When a referendum on the Voice to Parliament was announced, we knew it would have an impact regardless of the outcome. First Nations leaders—including Professor Megan Davis, Tanya Hosch and Narelda Jacobs—steered the campaign for constitutional recognition, and their work will lead to a brighter future despite the disappointing “No” result in October.

We stand united, more determined than ever to close the gap, to support communities and to listen to our Aboriginal and Torres Strait Islander peoples.

Professor Megan Davis
Professor Megan Davis.


Knowledge is power and when it comes to closing the gender pay gap in Australia we need all the knowledge we can get. In March, parliament passed the Workplace Gender Equality Amendment (Closing the Gender Pay Gap) Bill 2023 in a big win for transparency and accountability.

The changes mean more than 4.5 million Australian employees will have access to their employer’s gender pay gap from early 2024. Considering Australia’s gender pay gap is 13.3 per cent, this legislation is a welcome step in the right direction towards equality.

Finance minister and minister for women Katy Gallagher, with treasurer Jim Chalmers.
Finance minister and minister for women Katy Gallagher, with treasurer Jim Chalmers. (Credit: Getty)


Sick of unmoving gender pay gaps and shocking levels of sexual violence, the women of Iceland staged a national strike in October – stopping all paid and unpaid labour for 24 hours (housework too!). The strike forced the closure of schools, shops and businesses across the country, including the office of prime minister Katrín Jakobsdóttir.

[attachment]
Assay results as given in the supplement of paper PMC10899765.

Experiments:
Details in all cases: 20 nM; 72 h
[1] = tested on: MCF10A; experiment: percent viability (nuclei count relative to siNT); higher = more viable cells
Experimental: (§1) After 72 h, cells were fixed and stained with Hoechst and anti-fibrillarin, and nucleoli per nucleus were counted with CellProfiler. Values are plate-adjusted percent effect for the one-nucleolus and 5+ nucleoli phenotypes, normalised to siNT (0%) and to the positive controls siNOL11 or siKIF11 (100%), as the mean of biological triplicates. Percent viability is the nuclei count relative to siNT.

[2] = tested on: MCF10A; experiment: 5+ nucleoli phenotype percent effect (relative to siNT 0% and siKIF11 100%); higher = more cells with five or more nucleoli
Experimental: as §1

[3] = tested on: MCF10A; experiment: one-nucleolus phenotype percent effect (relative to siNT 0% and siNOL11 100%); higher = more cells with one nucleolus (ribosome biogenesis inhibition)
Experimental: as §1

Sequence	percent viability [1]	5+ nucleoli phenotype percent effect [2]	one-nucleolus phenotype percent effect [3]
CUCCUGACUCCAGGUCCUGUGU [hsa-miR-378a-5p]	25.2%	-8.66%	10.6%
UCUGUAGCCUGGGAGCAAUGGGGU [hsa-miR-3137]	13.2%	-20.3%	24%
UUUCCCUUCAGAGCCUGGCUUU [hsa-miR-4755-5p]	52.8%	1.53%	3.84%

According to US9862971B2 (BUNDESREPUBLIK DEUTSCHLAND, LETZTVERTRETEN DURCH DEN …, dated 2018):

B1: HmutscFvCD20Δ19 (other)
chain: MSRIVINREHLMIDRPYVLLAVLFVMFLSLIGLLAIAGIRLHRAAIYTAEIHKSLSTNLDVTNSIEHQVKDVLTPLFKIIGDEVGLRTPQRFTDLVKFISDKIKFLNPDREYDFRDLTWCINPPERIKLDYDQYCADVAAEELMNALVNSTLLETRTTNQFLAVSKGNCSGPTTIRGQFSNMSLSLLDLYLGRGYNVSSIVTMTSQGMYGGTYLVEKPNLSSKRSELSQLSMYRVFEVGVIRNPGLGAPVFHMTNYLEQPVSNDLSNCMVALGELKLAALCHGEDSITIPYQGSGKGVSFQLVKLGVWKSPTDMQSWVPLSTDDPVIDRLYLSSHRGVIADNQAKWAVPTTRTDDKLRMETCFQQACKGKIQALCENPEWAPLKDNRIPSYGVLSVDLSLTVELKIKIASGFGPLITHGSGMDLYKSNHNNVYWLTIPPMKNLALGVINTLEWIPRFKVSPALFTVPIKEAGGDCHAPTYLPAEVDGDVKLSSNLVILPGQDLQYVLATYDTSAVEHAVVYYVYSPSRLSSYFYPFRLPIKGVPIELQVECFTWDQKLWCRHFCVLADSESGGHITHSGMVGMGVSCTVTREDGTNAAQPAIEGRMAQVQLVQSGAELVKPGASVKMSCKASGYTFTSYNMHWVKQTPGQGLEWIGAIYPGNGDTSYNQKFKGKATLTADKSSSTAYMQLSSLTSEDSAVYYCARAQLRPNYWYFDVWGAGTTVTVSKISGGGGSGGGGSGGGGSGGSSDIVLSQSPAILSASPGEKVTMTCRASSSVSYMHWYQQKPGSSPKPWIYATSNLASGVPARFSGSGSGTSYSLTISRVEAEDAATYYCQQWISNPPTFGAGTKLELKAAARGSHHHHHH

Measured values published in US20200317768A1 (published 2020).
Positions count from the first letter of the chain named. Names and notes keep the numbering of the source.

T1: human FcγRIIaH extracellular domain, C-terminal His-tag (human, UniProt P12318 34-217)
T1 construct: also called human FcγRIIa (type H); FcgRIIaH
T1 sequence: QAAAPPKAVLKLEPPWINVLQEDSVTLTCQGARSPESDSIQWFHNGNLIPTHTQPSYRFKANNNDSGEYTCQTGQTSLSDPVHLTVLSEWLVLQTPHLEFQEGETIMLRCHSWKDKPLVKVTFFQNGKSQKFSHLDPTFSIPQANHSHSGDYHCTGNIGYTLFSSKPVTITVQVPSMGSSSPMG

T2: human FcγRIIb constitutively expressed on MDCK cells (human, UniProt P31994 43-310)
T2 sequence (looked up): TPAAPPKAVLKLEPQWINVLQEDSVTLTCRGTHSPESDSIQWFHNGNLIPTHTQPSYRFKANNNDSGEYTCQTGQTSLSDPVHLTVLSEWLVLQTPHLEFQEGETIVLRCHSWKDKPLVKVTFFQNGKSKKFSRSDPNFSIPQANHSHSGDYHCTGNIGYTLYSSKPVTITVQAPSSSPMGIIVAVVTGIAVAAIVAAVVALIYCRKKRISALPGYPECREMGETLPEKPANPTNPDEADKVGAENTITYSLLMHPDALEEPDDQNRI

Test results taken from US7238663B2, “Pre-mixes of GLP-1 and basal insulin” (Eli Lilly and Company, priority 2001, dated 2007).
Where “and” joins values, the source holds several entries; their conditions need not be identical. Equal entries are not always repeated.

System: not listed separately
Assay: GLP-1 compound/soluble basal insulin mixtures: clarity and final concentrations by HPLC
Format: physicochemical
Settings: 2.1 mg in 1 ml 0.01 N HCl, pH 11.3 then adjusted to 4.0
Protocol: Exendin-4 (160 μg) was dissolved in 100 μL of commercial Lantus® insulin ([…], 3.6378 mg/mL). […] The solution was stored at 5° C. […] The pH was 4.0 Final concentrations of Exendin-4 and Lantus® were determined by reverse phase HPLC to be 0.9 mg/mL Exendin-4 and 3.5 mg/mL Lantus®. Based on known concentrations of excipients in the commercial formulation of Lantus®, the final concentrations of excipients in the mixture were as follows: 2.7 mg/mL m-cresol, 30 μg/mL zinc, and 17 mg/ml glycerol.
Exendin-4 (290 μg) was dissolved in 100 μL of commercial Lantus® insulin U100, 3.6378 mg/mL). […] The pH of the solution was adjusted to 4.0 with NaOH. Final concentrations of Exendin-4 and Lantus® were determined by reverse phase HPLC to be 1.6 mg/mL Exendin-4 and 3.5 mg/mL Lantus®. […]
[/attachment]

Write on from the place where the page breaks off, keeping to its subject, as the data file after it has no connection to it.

Thousands (more than a quarter of the country’s entire population in fact) attended a rally in the capital Reykjavík, uniting under the slogan “You call this equality?”. Though Iceland regularly tops global gender-parity lists, women says the fight for equality is moving too slowly. Solidarity, sisters!

Thousands of striking women attend the rally in Iceland’s capital.


After almost six years in office, New Zealand Prime Minister Jacinda Ardern stepped down in February. During her leadership, she carried the country through the aftermath of a white supremacist mass shooting at two mosques in Christchurch, a fatal volcano eruption, the Covid pandemic, and the threat of a recession. She also welcomed her first child while in office and became a global icon for women in leadership. Ardern’s resignation—which she candidly credited to burnout—further cemented her status as a refreshingly real leader.

Jacinda Arden
Jacinda Arden (Credit: Getty)


August marked two years since the Taliban took over Afghanistan and resumed their rule with fear and oppression. In that time, more than 50 orders have been imposed on women restricting their movements, wardrobe choices, and work and study opportunities.

This year, UN Women launched After August, a digital space documenting the lives of Afghan women and their strength and courage. In the face of the most hostile circumstances, Afghan women and girls have remained resilient and continue to protest, resist and raise their voices.

protesting in kabul
Afghan women protesting for their rights outside a beauty salon in Kabul.


For 16 weeks, Hollywood productions stood still, picket lines were drawn, and actors marched in solidarity in their call for more transparency in streaming, fairer contracts and salaries, and tighter AI regulations.

The SAG-AFTRA strike lasted almost four months – making it the longest actors’ strike of all time—before a tentative deal with studios was reached in November. At the helm was the indomitable Fran Drescher, the former star of The Nanny giving the pursuit of fairness and equity an instantly recognisable voice.

fran drescher
Fran Drescher at the SAG-AFTRA strikes. (Credit: Getty)